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External Influences on Regional Integration in West Africa: The Role of Third Parties


Bilal, S. 2013. External influences on regional integration in West Africa: The role of third parties. In: Sohn, R., Konadu Oppong, A. (eds.). 2013. Regional trade and monetary integration in West Africa and Europe. WAI-ZEI Paper 6. Bonn: University of Bonn

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To be successful and meaningful, regional economic integration must first and foremost be driven by domestic forces. This is true also for West Africa. None- theless, regional integration does not happen in a vacuum. Numerous factors, ranging from historical and geopolitical to economic and ideological factors in- fluence this process. Among these are the external partners to the regional grouping.

In the case of West Africa, former colonial powers, and more broadly the European Union (EU), have had a key impact on the contours, structure, con- tent and dynamics of West African integration. But they are not the only ones. For instance, other African countries/regions and the African Union (AU) have also had an influence. So have some international organizations. Increasingly, emerging players may play a role as well, among others.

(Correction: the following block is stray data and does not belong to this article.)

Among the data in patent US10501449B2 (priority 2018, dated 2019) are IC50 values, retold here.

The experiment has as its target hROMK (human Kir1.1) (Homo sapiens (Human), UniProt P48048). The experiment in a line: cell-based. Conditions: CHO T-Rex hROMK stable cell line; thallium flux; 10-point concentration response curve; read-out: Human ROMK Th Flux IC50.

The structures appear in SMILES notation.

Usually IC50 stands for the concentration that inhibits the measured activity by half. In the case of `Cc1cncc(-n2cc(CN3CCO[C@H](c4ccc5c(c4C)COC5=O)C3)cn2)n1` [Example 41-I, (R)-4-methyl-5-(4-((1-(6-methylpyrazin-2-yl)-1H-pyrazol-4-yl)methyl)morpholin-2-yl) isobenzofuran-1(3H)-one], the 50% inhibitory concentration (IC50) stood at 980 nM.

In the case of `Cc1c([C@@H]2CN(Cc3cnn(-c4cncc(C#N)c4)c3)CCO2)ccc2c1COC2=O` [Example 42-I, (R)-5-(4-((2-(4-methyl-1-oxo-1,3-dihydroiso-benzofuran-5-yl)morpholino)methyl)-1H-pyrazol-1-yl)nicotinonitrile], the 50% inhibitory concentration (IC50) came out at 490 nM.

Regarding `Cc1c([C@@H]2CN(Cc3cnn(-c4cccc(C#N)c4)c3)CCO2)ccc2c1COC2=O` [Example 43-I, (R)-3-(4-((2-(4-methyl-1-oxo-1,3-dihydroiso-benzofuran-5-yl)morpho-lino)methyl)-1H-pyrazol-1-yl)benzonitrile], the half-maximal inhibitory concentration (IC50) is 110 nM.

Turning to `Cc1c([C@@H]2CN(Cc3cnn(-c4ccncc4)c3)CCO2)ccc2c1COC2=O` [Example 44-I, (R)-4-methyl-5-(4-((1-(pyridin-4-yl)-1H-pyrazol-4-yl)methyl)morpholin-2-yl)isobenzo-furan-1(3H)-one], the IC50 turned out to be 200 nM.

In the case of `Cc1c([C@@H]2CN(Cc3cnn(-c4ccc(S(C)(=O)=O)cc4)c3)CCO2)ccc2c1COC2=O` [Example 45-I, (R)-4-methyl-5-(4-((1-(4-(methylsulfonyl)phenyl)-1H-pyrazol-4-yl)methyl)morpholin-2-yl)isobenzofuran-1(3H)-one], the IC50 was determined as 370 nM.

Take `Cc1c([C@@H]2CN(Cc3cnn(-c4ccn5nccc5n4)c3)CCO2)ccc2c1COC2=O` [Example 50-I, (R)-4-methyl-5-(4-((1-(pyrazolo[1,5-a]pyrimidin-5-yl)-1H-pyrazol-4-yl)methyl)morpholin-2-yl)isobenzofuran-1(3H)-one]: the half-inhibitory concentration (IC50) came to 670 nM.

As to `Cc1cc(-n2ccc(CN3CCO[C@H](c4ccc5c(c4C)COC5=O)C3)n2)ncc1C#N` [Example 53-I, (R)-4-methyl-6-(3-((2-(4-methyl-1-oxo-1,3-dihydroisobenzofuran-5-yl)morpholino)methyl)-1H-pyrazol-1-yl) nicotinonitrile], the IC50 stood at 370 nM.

The aim of this paper is to briefly sketch some of the key influences of third parties to the regional integration processes in West Africa. In this context, particular attention is given to the European influence on West Africa, positive or not, which is then put in perspective with other influences. Section 2 looks at the influence of the European Union as a role model and source of inspiration for integration objectives and institutional setting, whereas Section 3 highlights the European support, notably in terms of development assistance, to West African integration. Section 4, 5 and 6 sketch the roles of other international partners, the pan-African dynamics and emerging players, respectively. Section 7 reflects on the ambitions of the economic partnership agreements promoted by the European Union, as a comprehensive set of reforms dynamics for integration, and how it can backfire. Finally, Section 8 concludes by stressing the primary role of endogenous dynamics in West African regional integration, which can at best only be accompanied by third parties, not more. 

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